Patterns, pigeons and prairies

July 22, 2012

Non-threatening green interior design

If you listen to Mighty House on Chicago’s Progressive Talk on Saturday mornings from 7 to 10am (and if you don’t, why the heck not?), you know that show host Ron Cowgill helps you green up your home indoors and out every week. But he’s usually talking about solar and wind energy or low flow plumbing or efficient insulation. I could be wrong, but I don’t hear him talk much about how to match the drapes to the sofa…and do it sustainably.

Enter Jase Frederick of Jase Frederick Design, who says that she likes to turn houses into homes by offering a holistic approach to sustainable interiors. Now, you need to understand that it’s not the “sustainable” part of that sentence that makes me uncomfortable…it’s the “interiors” part–as in “interior design.”

I guess that’s why there are people like Jase Frederick around, who can help design-challenged folks like me deal with both form and function. But it isn’t just her, of course. She’s backed up by a network of industry professionals including architects, builders, contractors, trades, vendors, manufacturers and artists.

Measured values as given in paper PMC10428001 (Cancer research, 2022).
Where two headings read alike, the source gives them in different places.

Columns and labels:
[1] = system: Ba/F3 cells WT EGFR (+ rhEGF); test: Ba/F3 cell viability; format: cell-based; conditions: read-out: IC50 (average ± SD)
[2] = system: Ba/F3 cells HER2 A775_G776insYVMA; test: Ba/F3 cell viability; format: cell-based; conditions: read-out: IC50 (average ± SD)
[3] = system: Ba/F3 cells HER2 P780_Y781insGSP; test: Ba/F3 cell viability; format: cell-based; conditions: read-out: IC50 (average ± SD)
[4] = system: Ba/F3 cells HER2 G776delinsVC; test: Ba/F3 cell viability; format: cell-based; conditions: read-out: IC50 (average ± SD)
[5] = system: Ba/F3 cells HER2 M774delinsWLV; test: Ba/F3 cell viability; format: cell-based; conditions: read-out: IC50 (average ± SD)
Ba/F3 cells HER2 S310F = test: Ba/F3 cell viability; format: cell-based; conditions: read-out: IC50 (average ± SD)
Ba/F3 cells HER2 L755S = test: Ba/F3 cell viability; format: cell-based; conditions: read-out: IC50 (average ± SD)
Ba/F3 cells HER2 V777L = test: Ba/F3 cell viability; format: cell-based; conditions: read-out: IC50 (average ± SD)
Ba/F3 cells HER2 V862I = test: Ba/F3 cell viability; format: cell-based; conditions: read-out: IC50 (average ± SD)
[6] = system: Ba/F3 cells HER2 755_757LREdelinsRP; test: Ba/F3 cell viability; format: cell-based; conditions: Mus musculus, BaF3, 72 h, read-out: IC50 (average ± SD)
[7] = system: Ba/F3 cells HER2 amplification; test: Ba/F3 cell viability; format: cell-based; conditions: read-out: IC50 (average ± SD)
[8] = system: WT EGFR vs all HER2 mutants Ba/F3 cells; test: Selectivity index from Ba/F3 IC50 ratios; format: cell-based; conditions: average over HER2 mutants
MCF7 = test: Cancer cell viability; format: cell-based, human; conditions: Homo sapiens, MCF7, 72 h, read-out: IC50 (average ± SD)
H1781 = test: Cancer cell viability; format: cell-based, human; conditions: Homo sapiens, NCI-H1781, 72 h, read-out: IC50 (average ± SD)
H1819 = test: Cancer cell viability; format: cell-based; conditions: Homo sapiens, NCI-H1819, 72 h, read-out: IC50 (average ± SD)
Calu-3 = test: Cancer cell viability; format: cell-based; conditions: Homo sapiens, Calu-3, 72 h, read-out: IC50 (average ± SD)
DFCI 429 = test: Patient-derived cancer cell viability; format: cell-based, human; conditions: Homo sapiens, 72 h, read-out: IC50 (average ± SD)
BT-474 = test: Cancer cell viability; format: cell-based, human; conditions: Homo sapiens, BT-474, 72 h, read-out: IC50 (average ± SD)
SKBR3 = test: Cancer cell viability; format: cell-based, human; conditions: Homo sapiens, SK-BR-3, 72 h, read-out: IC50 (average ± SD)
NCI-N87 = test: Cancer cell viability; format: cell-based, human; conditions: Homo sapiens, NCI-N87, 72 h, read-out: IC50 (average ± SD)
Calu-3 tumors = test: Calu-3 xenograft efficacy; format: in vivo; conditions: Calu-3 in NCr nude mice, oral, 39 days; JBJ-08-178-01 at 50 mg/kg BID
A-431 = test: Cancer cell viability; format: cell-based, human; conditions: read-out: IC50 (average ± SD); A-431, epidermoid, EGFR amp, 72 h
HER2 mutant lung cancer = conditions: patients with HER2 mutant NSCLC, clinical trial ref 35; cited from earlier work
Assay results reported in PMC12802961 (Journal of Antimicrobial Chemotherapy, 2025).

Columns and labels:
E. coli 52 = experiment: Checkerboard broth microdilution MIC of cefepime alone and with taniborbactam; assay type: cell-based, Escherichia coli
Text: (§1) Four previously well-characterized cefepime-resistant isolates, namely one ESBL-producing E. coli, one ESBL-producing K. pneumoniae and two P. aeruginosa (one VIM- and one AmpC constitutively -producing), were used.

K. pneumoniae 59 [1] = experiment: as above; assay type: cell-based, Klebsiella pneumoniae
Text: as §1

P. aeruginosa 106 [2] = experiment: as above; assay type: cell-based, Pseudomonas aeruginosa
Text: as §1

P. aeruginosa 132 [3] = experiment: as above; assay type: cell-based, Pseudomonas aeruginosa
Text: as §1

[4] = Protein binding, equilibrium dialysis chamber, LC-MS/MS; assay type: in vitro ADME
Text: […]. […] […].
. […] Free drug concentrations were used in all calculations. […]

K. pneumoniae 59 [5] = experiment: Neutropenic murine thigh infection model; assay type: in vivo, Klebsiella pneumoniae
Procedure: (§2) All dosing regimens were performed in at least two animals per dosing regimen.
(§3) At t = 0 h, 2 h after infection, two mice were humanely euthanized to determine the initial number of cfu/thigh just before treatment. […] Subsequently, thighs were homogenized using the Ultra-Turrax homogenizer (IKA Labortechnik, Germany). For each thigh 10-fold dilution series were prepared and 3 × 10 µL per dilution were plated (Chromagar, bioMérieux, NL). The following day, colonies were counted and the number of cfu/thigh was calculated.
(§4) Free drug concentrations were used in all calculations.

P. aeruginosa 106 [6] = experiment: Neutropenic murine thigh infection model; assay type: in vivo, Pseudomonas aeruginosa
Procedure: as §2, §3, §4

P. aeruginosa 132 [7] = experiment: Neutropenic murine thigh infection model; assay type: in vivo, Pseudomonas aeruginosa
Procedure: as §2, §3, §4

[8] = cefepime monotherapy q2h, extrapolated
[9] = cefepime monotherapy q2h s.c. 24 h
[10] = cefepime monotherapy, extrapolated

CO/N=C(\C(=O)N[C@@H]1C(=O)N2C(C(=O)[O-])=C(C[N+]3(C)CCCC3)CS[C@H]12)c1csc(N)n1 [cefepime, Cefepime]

That allows her to even offer consulting services to interior designers whose clients request green design, including

  • Up-to-date knowledge of sustainable and green materials, finishes and furnishings and lighting
  • Knowledge of and recommendations for how and when to use green elements most effectively
  • Roadmap for creating a Sustainable Lifestyle tailored specifically to your client and your client’s budget
  • Connections with professionals in the green building and energy trades
  • Advice on LEED for Home and LEED Accredited Professional points for LEED certification projects

She’ll even schedule a complimentary consultation, whether you want to discuss a project or just ask a question. Here’s the info: Jase Frederick Design: Sustainable Interiors & Consulting. Write her at or call 847-226-1945

The return of Joel Greenberg…but not the passenger pigeon

It’s a pleasure to have naturalist Joel Greenberg back in the studio this morning. Greenberg is a naturalist, writer, environmental consultant and author of A Natural History of the Chicago Region, coauthor of A Birder’s Guide to the Chicago Region, and editor of Of Prairie, Woods, and Water Two Centuries of Chicago Nature Writing. Oh, and he’s the chief cook and bottle washer of The Birdzilla Blog.

Oh, and did I mention that he’s just one of the people behind Project Passenger Pigeon, an ambitious effort to remind humanity that exactly one hundred years ago, we managed to wipe out one of the most abundant species in the world. Good work,, humans! Part of PPP is a film called Message from Martha: Species Extinction & Survival in the 21st Century. The film is keystone of an ambitious multi-media project that uses the passenger pigeon story to explore present day issues of species survival and extinction on land and in the sea. By the way, you can also like Project Passenger Pigeon on Facebook.